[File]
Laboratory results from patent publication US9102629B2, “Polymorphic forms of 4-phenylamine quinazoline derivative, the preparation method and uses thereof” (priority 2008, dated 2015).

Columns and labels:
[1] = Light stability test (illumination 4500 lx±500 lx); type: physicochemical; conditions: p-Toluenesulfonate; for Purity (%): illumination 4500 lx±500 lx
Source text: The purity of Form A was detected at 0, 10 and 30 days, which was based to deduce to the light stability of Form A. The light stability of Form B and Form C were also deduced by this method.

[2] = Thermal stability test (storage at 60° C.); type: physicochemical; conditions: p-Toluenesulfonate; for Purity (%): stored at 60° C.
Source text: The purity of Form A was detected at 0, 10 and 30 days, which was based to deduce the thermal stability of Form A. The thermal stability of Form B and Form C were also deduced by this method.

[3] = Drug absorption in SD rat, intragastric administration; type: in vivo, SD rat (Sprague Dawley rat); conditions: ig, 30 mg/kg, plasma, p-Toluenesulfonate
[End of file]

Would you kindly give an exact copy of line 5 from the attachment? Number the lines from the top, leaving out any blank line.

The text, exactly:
[2] = Thermal stability test (storage at 60° C.); type: physicochemical; conditions: p-Toluenesulfonate; for Purity (%): stored at 60° C.